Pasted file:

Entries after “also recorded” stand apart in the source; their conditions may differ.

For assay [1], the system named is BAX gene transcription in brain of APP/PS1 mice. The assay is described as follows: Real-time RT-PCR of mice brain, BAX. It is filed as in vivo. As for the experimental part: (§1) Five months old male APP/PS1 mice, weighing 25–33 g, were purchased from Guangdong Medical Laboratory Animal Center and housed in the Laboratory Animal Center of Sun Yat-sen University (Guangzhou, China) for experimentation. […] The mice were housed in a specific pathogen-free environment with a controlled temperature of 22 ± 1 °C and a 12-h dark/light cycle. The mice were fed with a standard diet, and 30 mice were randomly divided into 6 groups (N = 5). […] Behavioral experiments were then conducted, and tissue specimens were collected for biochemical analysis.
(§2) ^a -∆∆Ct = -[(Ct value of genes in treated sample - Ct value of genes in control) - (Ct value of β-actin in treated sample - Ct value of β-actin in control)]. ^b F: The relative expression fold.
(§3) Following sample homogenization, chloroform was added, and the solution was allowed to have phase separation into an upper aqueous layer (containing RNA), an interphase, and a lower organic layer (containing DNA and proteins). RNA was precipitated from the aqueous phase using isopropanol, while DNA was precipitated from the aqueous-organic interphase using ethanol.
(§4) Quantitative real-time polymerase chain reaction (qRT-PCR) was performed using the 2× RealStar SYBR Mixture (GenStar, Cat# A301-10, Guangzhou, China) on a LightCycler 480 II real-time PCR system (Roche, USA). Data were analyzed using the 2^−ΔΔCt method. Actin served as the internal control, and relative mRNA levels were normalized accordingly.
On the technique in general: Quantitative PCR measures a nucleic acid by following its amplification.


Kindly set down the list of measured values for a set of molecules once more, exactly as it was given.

Entries after “also recorded” stand apart in the source; their conditions may differ.

For assay [1], the system named is BAX gene transcription in brain of APP/PS1 mice. The assay is described as follows: Real-time RT-PCR of mice brain, BAX. It is filed as in vivo. As for the experimental part: (§1) Five months old male APP/PS1 mice, weighing 25–33 g, were purchased from Guangdong Medical Laboratory Animal Center and housed in the Laboratory Animal Center of Sun Yat-sen University (Guangzhou, China) for experimentation. […] The mice were housed in a specific pathogen-free environment with a controlled temperature of 22 ± 1 °C and a 12-h dark/light cycle. The mice were fed with a standard diet, and 30 mice were randomly divided into 6 groups (N = 5). […] Behavioral experiments were then conducted, and tissue specimens were collected for biochemical analysis.
(§2) ^a -∆∆Ct = -[(Ct value of genes in treated sample - Ct value of genes in control) - (Ct value of β-actin in treated sample - Ct value of β-actin in control)]. ^b F: The relative expression fold.
(§3) Following sample homogenization, chloroform was added, and the solution was allowed to have phase separation into an upper aqueous layer (containing RNA), an interphase, and a lower organic layer (containing DNA and proteins). RNA was precipitated from the aqueous phase using isopropanol, while DNA was precipitated from the aqueous-organic interphase using ethanol.
(§4) Quantitative real-time polymerase chain reaction (qRT-PCR) was performed using the 2× RealStar SYBR Mixture (GenStar, Cat# A301-10, Guangzhou, China) on a LightCycler 480 II real-time PCR system (Roche, USA). Data were analyzed using the 2^−ΔΔCt method. Actin served as the internal control, and relative mRNA levels were normalized accordingly.
On the technique in general: Quantitative PCR measures a nucleic acid by following its amplification.